UK live music groups pen open letter to save BBC Introducing

A group of music organisations have shared “grave concerns” with the BBC over fears that BBC Introducing – a scheme to support up-and-coming musical talent – is to be scrapped.

In a letter to BBC’s chairman, Richard Sharp, a group of representatives asked for assurance that BBC Introducing would be protected amid cuts to local stations. The ‘Introducing’ platform has helped to launch the careers of artists including George Ezra, Ed Sheeran and Florence + The Machine.

Those writing the letter – including including Mark Davyd, CEO of the Music Venue Trust, Jon Collins, CEO of LIVE and the CEO of the Association of Independent Music, Silvia Montello – said BBC Introducing plays a “vital role” in supporting new musical talent in the UK.

The representatives wrote in their letter: “BBC Introducing programming directly addresses the core aims of the BBC, acting in the public interest, serving all audiences and delivering impartial, high-quality and distinctive output and services which inform, educate and entertain.”

They added: “Despite this, we understand that the entire network of presenters and producers has been placed on notice of potential redundancies, and that the programmes they create may be under threat as a result of wider cuts to the BBC’s network of local radio stations.”

Last week (January 13), BBC Local radio presenters took to Twitter to announce that there may be some significant changes made to BBC Introducing programming. Proposals seen by the presenters suggest that, if approved, 21 of the network’s individual local radio shows across England and the Channel Islands may either merge or cease to exist entirely, and the rest of support for artists may be shifted online.

“We are currently left wondering what will happen to our local BBC Introducing shows,” explains BBC Radio London presenter Jess Iszatt, who was an early champion of both Loyle Carner and Celeste on her weekly show. “We worry that artists, listeners and anyone else who benefits from BBC Introducing as a new music platform will not realise what’s happened until it is too late. Regionalising shows is just one step towards getting rid of them completely, and therefore cutting off a vital platform for new artists to get their music heard.”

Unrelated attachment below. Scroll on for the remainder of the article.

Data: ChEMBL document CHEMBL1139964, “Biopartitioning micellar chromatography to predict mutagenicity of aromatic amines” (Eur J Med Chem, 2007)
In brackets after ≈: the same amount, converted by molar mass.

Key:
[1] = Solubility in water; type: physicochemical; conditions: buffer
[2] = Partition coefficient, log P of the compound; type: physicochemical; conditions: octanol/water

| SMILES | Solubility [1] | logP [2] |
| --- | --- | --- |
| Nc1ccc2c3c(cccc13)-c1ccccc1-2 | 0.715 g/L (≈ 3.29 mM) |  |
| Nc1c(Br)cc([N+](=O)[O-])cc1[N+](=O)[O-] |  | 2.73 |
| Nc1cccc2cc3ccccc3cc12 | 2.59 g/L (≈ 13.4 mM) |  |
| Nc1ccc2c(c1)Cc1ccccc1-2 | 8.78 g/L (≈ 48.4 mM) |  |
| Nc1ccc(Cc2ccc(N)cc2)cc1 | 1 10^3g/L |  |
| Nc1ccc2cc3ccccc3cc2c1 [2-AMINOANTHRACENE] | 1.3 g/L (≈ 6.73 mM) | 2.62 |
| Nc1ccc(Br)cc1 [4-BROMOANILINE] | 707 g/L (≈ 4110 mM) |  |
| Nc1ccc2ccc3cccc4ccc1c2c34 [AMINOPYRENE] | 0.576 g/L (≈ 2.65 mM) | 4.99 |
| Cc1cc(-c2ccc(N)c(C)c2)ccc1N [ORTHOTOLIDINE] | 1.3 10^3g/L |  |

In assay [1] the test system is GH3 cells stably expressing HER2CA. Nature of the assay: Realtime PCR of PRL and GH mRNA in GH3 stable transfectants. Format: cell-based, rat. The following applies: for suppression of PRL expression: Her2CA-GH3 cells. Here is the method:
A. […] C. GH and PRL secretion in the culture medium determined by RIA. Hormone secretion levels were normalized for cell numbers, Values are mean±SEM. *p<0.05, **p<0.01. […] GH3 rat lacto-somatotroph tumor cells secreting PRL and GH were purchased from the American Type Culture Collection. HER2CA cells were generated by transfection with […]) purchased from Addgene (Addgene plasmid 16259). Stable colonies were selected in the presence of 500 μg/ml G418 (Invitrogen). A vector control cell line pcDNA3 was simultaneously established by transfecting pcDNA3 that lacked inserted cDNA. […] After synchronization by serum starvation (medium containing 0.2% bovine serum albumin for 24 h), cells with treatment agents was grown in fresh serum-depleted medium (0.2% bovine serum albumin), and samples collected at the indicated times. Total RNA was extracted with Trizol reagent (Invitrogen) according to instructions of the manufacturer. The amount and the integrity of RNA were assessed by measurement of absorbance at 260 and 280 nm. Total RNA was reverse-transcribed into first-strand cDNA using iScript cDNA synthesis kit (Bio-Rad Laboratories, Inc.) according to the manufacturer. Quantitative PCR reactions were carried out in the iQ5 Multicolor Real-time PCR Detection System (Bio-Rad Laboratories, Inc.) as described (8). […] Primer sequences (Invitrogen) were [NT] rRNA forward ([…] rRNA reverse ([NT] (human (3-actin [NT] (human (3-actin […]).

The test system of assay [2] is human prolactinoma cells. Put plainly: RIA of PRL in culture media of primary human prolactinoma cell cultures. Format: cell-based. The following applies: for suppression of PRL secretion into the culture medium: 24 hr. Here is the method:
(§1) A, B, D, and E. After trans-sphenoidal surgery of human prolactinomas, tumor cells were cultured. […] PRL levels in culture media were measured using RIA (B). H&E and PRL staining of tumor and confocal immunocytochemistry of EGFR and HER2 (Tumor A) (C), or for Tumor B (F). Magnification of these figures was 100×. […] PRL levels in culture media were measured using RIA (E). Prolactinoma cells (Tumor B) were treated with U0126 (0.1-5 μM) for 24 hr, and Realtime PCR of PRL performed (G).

The letter from the representatives went on to say that scrapping the programme would prove “a fundamental blow to the health of the entire grassroots sector”.

They continued: “New and emerging artists already face significant obstacles to breaking into the music industry, challenges that are amplified for those artists and musicians living outside of the major cities.

“BBC Introducing has been essential in providing access routes into the industry, with local and regional opportunities available right across the country.

“Whatever reorganisation might be required to meet the demands of the future stability and viability of the BBC, it should not be the case that BBC Introducing is the unintended victim of those changes.”

The letter concluded by asking Sharp to offer “urgent assurance” that he and the broadcaster’s board “understand the vital role of BBC Introducing”.

In response to the letter, a BBC spokesperson later said: “Our new local radio schedules will be announced in due course but they will not compromise the essence of BBC Introducing.

“We‘re committed to maintaining dedicated support for discovering and sharing the work of new talent at each of our 39 local radio stations. Local radio will continue to celebrate local artists and be an entry point for talent.

“We need to acknowledge the changing listening habits of audiences and the intention is to reach even more people. Every local radio station has a place on BBC Sounds which has a fixed Introducing slot featuring prominently with more content than radio schedules could ever accommodate.

“We also regularly feature Introducing tracks and artists on breakfast shows and that will continue too.”

English Teacher perform at Glastonbury. Credit: Parri Thomas for NME

Speaking to NME about the situation facing Introducing, Lewis Whiting, guitarist of Leeds’ English Teacher, said that the continued support they have received from BBC Introducing was “invaluable” to their career. “It’s the main thing local bands strive for: you can see that, from the past, local BBC Introducing airplay has produced results and made bands’ careers more tangible. It gave us a future.”

Hertford band Moa Moa received their first ever radio play on BBC Introducing Beds, Herts & Bucks show. Their drummer Matt Taylor told NME: “When you’re putting yourself out there, receiving some validation of your work from a local BBC Introducing show can be a really important milestone.”

You can read more about the issues facing BBC Introducing here.

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